AT&T reiterates call for initial 5G standards by December 2017

AT&T's Brian Daly

DALLAS—A top AT&T executive said there continues to be “strong interest” in releasing an initial set of 5G standards by December of next year. Those comments are noteworthy considering AT&T and its supporters lost a vote on the issue during a recent 3GPP meeting.

AT&T’s Brian Daly, director of the carrier’s core, government and regulatory standards, explained that the operator believes finalizing initial parts of the 5G standard earlier—in December 2017 instead of June 2018—would help speed up the 5G rollout process: “We want to make sure the results of our trials get into the standards.”

Daly said that “there was a recognition of strong interest” in moving up the release of the standard during the 3GPP’s RAN #73 plenary meeting in New Orleans in September.

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Indeed, during a panel discussion here at the 5G North America trade show, other carrier executives voiced support for such a move. Javan Erfanian, a top 5G executive with Bell Canada, said that it would be a “good thing” to speed up the release of the standard because it would allow the industry’s silicon vendors to move more quickly by having a standard to design their chips to earlier than June 2018.

However, Daly and Erfanian were joined onstage by Alexander Khalin, director of corporate strategy and development with Verizon Wireless, who remained silent on the topic, which was noteworthy because Verizon has stated its opposition to speeding up the release of the 3GPP’s initial 5G standards.

RELATED: Verizon rejects AT&T-led effort to speed up release of parts of 5G standard

During the 3GPP’s September meeting, a Verizon-led group of companies rejected a proposal by AT&T and other companies to finalize parts of the 5G standard earlier than initially scheduled. AT&T and its supporters proposed that select parts of the 3GPP’s Release 15 standard, including the “non-standalone” version of 5G, be completed in December 2017.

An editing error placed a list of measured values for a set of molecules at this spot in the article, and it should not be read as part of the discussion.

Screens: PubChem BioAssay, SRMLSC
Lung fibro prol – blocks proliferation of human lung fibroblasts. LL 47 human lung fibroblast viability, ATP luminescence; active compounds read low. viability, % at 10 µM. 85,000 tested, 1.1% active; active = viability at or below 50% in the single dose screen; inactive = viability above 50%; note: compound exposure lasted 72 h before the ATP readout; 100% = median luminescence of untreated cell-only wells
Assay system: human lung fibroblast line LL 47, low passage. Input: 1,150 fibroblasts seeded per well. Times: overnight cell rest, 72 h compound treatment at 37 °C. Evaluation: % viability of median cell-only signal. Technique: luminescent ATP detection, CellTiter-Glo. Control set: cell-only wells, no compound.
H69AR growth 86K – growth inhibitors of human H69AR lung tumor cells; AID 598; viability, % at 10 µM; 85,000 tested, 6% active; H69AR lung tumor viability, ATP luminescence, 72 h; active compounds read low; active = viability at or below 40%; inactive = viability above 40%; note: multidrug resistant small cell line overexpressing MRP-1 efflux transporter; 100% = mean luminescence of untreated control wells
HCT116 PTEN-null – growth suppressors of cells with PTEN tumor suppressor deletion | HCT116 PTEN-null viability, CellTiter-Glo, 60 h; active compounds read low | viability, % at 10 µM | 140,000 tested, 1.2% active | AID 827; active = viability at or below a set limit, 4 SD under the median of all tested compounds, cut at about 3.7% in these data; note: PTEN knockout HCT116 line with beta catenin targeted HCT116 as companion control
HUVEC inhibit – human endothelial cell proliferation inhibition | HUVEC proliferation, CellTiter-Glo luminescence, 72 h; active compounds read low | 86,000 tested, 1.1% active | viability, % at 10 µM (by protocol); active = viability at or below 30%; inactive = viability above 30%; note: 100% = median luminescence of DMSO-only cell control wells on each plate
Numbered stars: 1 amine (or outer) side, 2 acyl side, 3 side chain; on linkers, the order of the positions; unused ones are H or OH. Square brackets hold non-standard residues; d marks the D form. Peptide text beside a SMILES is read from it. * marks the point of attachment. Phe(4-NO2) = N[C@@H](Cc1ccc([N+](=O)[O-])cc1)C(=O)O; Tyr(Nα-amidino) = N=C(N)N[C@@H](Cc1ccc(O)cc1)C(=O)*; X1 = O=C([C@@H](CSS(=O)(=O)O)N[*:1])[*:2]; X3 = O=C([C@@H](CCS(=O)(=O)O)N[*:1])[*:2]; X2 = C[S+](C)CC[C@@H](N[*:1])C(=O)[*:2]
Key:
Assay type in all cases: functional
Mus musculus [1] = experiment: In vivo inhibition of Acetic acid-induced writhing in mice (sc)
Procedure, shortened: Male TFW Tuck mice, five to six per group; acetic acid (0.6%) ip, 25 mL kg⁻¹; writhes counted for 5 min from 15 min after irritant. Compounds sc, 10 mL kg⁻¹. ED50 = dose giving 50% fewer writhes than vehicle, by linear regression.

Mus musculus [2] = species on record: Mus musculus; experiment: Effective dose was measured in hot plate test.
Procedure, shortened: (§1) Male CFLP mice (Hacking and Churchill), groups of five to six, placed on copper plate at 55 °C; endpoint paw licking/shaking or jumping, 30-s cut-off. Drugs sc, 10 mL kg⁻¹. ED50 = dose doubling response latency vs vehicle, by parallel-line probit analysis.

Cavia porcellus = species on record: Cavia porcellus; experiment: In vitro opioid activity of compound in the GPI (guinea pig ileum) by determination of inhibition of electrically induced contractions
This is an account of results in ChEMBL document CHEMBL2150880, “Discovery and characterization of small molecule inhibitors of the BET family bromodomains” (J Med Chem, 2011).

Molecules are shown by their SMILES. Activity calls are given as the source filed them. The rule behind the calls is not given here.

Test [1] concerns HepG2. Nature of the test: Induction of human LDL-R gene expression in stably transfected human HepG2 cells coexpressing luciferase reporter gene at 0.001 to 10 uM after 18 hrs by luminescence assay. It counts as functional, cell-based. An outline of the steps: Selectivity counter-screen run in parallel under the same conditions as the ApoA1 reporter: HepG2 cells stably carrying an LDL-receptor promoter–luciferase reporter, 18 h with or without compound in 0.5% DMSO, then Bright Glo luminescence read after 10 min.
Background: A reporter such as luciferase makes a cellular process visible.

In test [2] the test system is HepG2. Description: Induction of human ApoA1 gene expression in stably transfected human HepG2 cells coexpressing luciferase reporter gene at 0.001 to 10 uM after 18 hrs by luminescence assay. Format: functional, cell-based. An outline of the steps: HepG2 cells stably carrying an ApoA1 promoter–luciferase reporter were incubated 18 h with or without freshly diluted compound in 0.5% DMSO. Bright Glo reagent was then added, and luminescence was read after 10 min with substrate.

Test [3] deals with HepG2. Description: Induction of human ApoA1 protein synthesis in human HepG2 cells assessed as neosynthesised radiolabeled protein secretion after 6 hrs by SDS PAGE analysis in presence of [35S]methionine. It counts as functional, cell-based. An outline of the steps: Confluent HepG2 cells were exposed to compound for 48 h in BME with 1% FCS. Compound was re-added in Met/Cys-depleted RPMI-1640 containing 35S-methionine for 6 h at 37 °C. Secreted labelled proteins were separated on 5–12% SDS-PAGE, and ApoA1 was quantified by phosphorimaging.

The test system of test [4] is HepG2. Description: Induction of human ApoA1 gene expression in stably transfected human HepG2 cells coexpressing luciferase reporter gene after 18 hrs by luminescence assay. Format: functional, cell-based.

The 3GPP’s 5G standard is currently being developed in two flavors: SA and NSA. The NSA option would essentially lean on an existing LTE network, using it as a control plane anchor. The SA version would require the 5G NR (new radio) to assume full control plane capability.

“Verizon, along with several other companies, countered the proposal to complete SA [stand-alone] and NSA [non stand-alone] options simultaneously—noting that in order to effectively define a non-standalone option which can then migrate to a standalone, a complete study standalone would be required to derisk the migration,” Verizon said in a statement to FierceWireless last month. “It is also noteworthy that the agreement reached by 3GPP in June was important to ensure that both non-standalone (NSA) and standalone (SA) be completed in a timeline that would avoid two phases of Release 14.”

Nonetheless, Daly said AT&T continues to move forward with its 5G tests. He said the carrier has already conducted lab trials with vendors Ericsson, Intel and Nokia on fixed and mobile operations between 15 GHz and 28 GHz, and he said tests with Ericsson specifically produced speeds up to 14 Gbps.

He added that AT&T is planning to conduct prestandard millimeter-wave technology pilots between this year and next year, and around 2019 he said the carrier expects to conduct initial market trials and early market deployments of 5G services.

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